LinuxQuestions.org
Visit Jeremy's Blog.
Go Back   LinuxQuestions.org > Forums > Linux Forums > Linux - Newbie
User Name
Password
Linux - Newbie This Linux forum is for members that are new to Linux.
Just starting out and have a question? If it is not in the man pages or the how-to's this is the place!

Notices


Reply
  Search this Thread
Old 11-17-2005, 07:39 PM   #1
Lordandmaker
Member
 
Registered: Sep 2005
Location: London, UK
Distribution: Debian
Posts: 258

Rep: Reputation: 38
General question about directory structure....


Been hesitantly messing around with this linux thing for a little while, and what still confuses me slightly is what all the directories in / are for. I've got (and i assume most distros have):

bin/ dev/ initrd/ lost+found/ opt/ root/ sys/ usr/
boot/ etc/ home/ lib/ mnt/ proc/ sbin/ tmp/ var/

I've worked out that mnt/ is where all the mountable devices go, root/ is root's home folder, essentially, lib/ is for libraries and home/ is where user's home directories are stored.

But i've no idea what's supposed to be in the others. For example, under windows i knew if i let all the defaults go, i'd find the working folder in c:/program files/.
But RPMs magically install into somewhere unspecified....

What's the bin/ dev/ initrd/ sys/ usr/ etc/ proc/ sbin/ tmp/ var/ and especially lost+found/ for?

Cheers!
 
Old 11-17-2005, 07:51 PM   #2
bosewicht
Senior Member
 
Registered: Aug 2003
Location: Honolulu, HI
Distribution: Arch
Posts: 1,380

Rep: Reputation: 47
Try google
http://www.comptechdoc.org/os/linux/...ilestruct.html
 
Old 11-17-2005, 07:58 PM   #3
Riddick
Member
 
Registered: May 2004
Location: Rome, Italy
Distribution: slackware-current
Posts: 454

Rep: Reputation: 30
What distribution do you have?
I have never heard of lost+found. For real descriptions you
should see the Linux Standard.
bin/ - Binaries - like the mount command
dev/ - Where the Kernel makes links to devices
initrd/ - this is usually inside /etc but I imaine this is startup and shutdon scripts
sys/ - Kernel stuff - I have no idea about this one.
usr/ - Starts getting vague here
etc/ - most configuration files are here
proc/ - Kernel's interface with the Processor
sbin/ - more binaries, deamons are typically here
tmp/ - temporary files
var/ - Logs and things

In linux programs are compiled from source, and an RPM is basically
a standard way of gettin a precompiled source code to everyone
(saves time).
In any most program there will be configuration stuff going to /etc
some special libraries in /lib or /usr/lib
some usr-files in /home etc etc...

so when you are compiling a program and you do "make"
that compiles the program, and "make install" tends to be the part
when all the compiled bits get put in the right place.

Given than any program may want to use any other program's libraries, it is
quite clever to keep them together - so this way all the same
sorts of things are kept together,
but the programs are spilt up (as an end result).

Hope I was helpful
Riddick
 
Old 11-17-2005, 08:06 PM   #4
eerok
Member
 
Registered: Nov 2005
Location: Canada
Distribution: Mint, Debian
Posts: 168

Rep: Reputation: 32
Quote:
Originally posted by Riddick
I have never heard of lost+found.
You'll only see those with ext2.
 
Old 11-17-2005, 08:07 PM   #5
Riddick
Member
 
Registered: May 2004
Location: Rome, Italy
Distribution: slackware-current
Posts: 454

Rep: Reputation: 30
ahh right, thanks for that!
 
Old 11-19-2005, 05:38 PM   #6
eddiebaby1023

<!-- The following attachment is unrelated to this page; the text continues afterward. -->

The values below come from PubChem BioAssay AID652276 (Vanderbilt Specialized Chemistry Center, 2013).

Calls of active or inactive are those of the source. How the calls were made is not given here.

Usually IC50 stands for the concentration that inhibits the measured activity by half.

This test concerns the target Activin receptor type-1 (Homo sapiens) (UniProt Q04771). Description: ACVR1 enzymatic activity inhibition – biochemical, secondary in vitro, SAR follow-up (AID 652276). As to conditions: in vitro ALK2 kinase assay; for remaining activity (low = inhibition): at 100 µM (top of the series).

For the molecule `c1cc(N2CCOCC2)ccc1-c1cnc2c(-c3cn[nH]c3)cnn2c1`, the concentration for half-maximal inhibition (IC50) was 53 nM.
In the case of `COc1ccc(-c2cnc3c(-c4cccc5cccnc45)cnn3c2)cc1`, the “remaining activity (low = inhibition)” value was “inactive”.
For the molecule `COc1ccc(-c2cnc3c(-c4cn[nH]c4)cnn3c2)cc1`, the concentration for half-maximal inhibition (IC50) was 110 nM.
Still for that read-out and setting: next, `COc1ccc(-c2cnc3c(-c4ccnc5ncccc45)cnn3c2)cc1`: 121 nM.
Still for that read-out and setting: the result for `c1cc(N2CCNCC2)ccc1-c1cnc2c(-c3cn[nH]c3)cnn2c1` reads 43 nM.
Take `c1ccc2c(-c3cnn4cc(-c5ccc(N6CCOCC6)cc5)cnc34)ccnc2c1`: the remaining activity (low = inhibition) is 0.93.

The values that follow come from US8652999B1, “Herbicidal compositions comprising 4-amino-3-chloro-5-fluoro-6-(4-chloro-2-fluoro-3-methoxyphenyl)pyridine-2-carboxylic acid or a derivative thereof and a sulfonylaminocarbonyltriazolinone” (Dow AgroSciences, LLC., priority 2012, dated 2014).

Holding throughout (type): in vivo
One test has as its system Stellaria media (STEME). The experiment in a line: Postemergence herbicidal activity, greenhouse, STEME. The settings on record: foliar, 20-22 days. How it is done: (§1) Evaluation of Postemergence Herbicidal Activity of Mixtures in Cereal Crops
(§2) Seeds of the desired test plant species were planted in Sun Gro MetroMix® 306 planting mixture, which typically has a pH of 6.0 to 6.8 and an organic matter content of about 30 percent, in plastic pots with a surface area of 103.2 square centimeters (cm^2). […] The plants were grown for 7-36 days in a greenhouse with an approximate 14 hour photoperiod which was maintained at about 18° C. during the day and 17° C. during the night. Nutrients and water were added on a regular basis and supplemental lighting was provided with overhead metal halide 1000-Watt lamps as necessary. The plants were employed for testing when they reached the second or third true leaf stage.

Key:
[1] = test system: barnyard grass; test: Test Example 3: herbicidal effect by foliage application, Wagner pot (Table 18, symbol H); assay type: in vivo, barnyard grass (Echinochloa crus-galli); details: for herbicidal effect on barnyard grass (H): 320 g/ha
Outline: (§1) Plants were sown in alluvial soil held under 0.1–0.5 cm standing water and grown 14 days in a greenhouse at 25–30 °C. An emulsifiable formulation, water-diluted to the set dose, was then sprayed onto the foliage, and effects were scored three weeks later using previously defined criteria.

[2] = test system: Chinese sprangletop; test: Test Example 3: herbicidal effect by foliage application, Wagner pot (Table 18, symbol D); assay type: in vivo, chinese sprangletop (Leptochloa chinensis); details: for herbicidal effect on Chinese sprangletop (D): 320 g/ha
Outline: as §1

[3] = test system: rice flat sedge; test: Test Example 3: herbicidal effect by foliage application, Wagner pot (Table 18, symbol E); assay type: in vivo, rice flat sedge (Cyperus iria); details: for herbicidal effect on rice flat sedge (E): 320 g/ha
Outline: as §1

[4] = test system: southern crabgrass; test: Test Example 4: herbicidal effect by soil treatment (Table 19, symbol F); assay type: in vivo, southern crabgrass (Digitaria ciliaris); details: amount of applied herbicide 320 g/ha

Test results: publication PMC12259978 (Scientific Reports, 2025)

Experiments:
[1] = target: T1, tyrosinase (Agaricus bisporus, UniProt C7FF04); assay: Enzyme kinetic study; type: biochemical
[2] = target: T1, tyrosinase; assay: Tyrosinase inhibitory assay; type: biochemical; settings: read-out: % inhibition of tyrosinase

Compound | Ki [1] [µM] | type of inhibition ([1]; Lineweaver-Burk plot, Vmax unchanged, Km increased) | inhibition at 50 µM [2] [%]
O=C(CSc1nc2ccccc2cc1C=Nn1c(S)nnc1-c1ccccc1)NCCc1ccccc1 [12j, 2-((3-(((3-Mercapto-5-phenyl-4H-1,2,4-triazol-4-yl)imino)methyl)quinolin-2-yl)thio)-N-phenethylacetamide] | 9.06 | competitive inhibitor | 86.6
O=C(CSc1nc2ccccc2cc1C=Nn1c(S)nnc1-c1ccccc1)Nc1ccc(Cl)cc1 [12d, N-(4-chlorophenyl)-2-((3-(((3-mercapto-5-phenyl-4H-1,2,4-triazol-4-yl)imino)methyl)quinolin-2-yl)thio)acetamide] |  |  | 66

Member
 
Registered: May 2005
Posts: 378

Rep: Reputation: 33
lost+found is a directory in the top of a filesystem that's use to hold "lost" (and found) files that have become detached from the directory structure. fsck does this business. It's created with a fair sized directory by default (or should be) since if your filesystem is broken, the last thing you want to be doing is allocating data blocks when you're fixing things up.

The files (if they're like UNIX) are all named for the inode of the file, prefixed with a '#' character (so beware how you refer to them and don't just start a shell comment!). The idea is to examine the content of the found files and then rename them to their original name (assuming you can figure it out from that content). They've saved my life on a number of occasions.

Last edited by eddiebaby1023; 11-19-2005 at 05:39 PM.
 
Old 11-20-2005, 03:57 AM   #8
reddazz
LQ Guru
 
Registered: Nov 2003
Location: N. E. England
Distribution: Fedora, CentOS, Debian
Posts: 16,298

Rep: Reputation: 75
Quote:
Originally posted by eerok
You'll only see those with ext2.
I am sure I've seen these on FC using ext3.
 
  


Reply


Thread Tools Search this Thread
Search this Thread:

Advanced Search

Posting Rules
You may not post new threads
You may not post replies
You may not post attachments
You may not edit your posts

BB code is On
Smilies are On
[IMG] code is Off
HTML code is Off



Similar Threads
Thread Thread Starter Forum Replies Last Post
directory structure question bmorency Linux - Newbie 1 10-27-2005 05:31 PM
Linux general structure woranl Linux - Newbie 4 05-26-2005 06:14 AM
"WARNING: Circular directory structure" error when deleting directory pistonbrew Linux - Software 5 02-03-2005 07:05 AM
/home directory structure question Dswissmiss Linux - General 2 09-29-2004 12:54 PM
directory structure alaios Linux From Scratch 4 04-20-2004 07:16 PM


All times are GMT -5. The time now is 01:10 PM.

Main Menu
Advertisement
My LQ
Write for LQ
LinuxQuestions.org is looking for people interested in writing Editorials, Articles, Reviews, and more. If you'd like to contribute content, let us know.
Main Menu
Syndicate
RSS1  Latest Threads
RSS1  LQ News
Twitter: @linuxquestions
Facebook: linuxquestions Google+: linuxquestions
Open Source Consulting | Domain Registration